Dolphins were among the first wild creatures we saw on Quest. We left from Milford Haven in the afternoon, and met a large pod of dolphins that same night off the Welsh coast. They came as gasps of breath. I remember Fin, our dog, jumping in surprise. She’d been lying on the cockpit floor, sliding from side to side with Quest rocking in the waves. Our ears pricked up.
Fin and I looked at each other – and then down at the water. A greenish gleam of dolphin skin popped up beside us. It was covered in glowing phosphorescence. We watched the dolphin’s blowhole fill with air, like a belly button which wasn’t closed.
Fin eventually lay back down on the floor. I remember getting a bathmat for her with a sticky base so she’d stop sliding. She lay on that bath mat for the next two years – until the day she flew home.
We saw dolphins at different points in the Atlantic. A pod of grey dolphins which mirrored the sky rounding westerly Finisterre. A few times in the middle of the Atlantic, they came to bow ride with us. But less on this side in the Caribbean.
We’d heard of a dolphin pod hanging around Bonaire. Indeed, Shona had swum with them during the cruisers’ dinghy drift in December. When I heard the news. Not jealous. Not jealous at all!
We were lucky not to miss them. In the middle of a busy school morning; Lu doing Hong Kong as a Geography case study. Delph 20 minutes away from starting French class. And she takes a while to prepare for French. No joke for this child.
Jack and I had only popped outside to do some chore – and saw them. Cruising past slowly, a pod of ten or so dorsal fins, just off the back of Quest. Before I blinked, I grabbed the masks and snorkels. Let’s go. No time even to get changed.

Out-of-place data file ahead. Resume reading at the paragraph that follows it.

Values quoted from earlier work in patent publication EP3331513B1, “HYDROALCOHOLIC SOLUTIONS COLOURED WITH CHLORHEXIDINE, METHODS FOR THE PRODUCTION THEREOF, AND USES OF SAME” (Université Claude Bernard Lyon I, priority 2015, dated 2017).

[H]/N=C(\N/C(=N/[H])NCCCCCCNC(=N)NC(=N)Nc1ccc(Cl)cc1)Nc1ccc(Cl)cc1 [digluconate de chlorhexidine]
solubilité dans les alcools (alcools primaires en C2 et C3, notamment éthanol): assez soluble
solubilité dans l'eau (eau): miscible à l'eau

You should have seen Delph’s face. ‘But I have French class.’
‘Delph, we have never swim with dolphins. Ever.’
‘But I have French.’
We bundled her into the dinghy. Taking Delph to the dentist would have been easier. In the end, Jack had to threaten a lifetime device ban to get her to put her dive mask on. Just a normal Ormerod outing then. At the same time, he manoeuvred the dinghy so the dolphins would come towards us. We waited – and splash. All of us, including Delphine jumped in.
The dolphins came sliding past. We didn’t have much time. The water filled with their clicks and whistles. Their noise became touch. Straight through you. They twisted their bodies in greeting, and carried on. Dived down and were gone.
Amazingly, we climbed back into Edna and got back to Quest in time for the beginning of French class! It felt we’d been gone much longer.
‘Are you glad you dived with them?’ I asked Delph today.
She shrugged, but then she nodded. Wow. For our Delph, most stubborn person on Quest and possibly the Earth, that’s proper glad then. Merci les dauphins 💕
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